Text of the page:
Drink to your health. Consider that an 8-ounce glass of egg nog can set you back 400-500 calories. Wine, beer, and mixed drinks range from 150-225 calories. If you have to drink alcohol, have a glass of water or seltzer between each alcoholic drink.

Avoid alcohol on an empty stomach. Alcohol will only serve to increase your appetite. It also diminishes your ability to control what you eat. Eat something before you have that alcoholic drink.

Put on your walking or dancing shoes. If you are at a family gathering, take a walk before eating -- or even between the main course and dessert. If you are at a party, consider dancing with your loved one if they are able; if not, then perhaps with a friend. Dancing is a great way to work off some of those holiday calories.

Make room for veggies. Don't ignore the fruits and vegetables on the holiday table. They make great snacks and even better side or main dishes -- that is, unless they are slathered with creamy sauces or butter.

Be buffet savvy. At a buffet, don't start at one end and graze your way to the other. Wander around the food table before putting anything on your plate. By checking out all your options, you might be less inclined to pile all those goodies on your plate, one after another, and face the temptation to eat them all.

Don't shop hungry. When you go holiday shopping, make sure you eat something before you go. That way, you won't be as tempted by the scent of food in the stores or malls and be inclined to gobble tempting treats that you really don't need.

Cook from (and for) the heart. When cooking for your family and friends during the holiday season, be creative with recipes that use less butter, cream, lard, vegetable shortening, and other ingredients rich in saturated fats and cholesterol. Consider turkey or fish instead of red meat.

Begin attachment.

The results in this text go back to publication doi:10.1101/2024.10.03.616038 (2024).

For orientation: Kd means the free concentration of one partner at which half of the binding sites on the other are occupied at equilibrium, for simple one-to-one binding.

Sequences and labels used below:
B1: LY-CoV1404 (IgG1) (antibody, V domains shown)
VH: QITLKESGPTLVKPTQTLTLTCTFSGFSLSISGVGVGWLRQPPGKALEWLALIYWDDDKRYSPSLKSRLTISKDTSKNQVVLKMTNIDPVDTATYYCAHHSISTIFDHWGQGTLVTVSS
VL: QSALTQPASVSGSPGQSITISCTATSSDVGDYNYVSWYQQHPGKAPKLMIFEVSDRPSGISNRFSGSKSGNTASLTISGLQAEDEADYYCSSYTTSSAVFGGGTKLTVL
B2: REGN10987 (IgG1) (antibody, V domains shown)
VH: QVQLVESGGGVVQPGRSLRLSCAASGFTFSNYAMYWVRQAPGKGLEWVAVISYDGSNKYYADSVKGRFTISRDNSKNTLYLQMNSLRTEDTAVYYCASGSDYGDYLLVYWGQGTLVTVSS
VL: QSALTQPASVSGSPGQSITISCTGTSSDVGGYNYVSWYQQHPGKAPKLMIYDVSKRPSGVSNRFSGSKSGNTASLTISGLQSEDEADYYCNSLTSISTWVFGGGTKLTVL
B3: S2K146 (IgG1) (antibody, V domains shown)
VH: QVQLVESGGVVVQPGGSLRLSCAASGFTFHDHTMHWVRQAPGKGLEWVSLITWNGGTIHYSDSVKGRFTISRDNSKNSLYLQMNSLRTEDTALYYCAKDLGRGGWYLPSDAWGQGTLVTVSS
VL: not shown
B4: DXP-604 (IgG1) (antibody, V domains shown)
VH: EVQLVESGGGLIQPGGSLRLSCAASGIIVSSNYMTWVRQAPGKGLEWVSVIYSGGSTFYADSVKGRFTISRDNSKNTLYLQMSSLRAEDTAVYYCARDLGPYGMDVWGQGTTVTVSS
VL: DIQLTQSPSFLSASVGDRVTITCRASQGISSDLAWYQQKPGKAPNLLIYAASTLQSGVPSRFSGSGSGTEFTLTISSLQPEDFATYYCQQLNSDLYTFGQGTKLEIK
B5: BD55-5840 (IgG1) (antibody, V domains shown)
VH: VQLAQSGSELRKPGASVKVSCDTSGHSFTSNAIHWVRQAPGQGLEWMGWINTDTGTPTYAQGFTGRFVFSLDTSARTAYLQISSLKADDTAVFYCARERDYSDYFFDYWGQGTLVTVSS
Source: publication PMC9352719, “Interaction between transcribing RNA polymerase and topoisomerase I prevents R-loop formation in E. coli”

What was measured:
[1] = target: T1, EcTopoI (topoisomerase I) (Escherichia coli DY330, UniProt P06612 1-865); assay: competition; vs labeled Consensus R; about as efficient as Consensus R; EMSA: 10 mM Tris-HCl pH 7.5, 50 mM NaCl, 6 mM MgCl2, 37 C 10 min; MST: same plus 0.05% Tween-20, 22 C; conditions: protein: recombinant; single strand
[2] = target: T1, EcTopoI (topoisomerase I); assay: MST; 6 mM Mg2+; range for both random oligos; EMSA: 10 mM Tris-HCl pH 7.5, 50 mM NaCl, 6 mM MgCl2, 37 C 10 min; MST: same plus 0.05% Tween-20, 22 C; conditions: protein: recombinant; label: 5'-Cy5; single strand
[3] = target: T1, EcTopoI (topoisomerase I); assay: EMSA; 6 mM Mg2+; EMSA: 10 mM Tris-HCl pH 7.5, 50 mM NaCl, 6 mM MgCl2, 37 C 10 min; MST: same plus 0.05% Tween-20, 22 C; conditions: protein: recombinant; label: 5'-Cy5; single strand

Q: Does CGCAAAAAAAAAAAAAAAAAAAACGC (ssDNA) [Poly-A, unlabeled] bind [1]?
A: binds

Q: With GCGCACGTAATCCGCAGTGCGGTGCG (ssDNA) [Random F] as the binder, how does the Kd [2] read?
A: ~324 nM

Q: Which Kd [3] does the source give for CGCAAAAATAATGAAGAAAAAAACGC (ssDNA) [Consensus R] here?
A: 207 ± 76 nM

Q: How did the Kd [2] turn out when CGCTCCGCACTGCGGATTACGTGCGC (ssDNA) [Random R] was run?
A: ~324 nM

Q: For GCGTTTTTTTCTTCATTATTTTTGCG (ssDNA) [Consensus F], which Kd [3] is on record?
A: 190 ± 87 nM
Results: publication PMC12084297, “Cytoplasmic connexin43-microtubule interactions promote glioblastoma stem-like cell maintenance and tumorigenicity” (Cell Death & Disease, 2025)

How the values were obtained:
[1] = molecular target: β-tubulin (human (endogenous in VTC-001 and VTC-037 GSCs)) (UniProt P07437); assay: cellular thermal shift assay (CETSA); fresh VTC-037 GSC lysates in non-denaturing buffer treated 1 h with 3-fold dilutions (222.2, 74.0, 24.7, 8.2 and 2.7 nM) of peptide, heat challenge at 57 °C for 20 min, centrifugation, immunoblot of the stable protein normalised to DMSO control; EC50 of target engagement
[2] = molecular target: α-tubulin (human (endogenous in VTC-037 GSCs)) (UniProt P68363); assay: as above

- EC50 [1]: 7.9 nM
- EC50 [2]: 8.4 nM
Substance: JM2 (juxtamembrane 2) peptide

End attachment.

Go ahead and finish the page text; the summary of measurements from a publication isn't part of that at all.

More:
Pay attention to what really matters. Although food is an integral part of the holidays, why not put the focus on your family and friends, on laughter and cheer. This is especially important, depending upon the health status of your loved one. If you are someone who usually has balance and moderation in their daily life, then perhaps it's okay to indulge or overeat once in a while -- just don't make it a habit.

While these tips are directed to you and I as caregivers, we must not forget our loved ones. As a spousal caregiver, I must be concerned about my wife and her needs. As a result, I seriously doubt we would be going to any big dinners or parties during this holiday season -- most likely, our "partying" will take place in the sanctity of our own home. But even there, many of the above 12 tips are applicable -- especially if family and friends come to visit.

Carol and I would like to wish each and everyone one of you a blessed, happy, and merry Christmas! God bless you and yours.

Please e-mail me at with your comments and/or reactions. I will include them in a future column with your permission. Provide your full name and address. In the column, I will only use your first name and the initial of your last name as well as your city and state. Thank you.


"Thou shouldst eat to live; not live to eat."

Socrates (469-399 BC)


Bill Andrew identifies himself as a former “nutritionally-empowered Alzheimer’s caregiver” who attributes the slow-down in progression of Alzheimer’s disease in his wife, Carol – and the growth of his own personal emotional, mental, physical, and spiritual capability and strength to provide quality 24/7 care for her in their own home – to the targeted nutritional supplements they both took on a daily basis. Carol went to her Heavenly reward on June 9, 2008 – Bill continues on to advocate for family caregivers. Contact Bill with your caregiving questions and comments via email at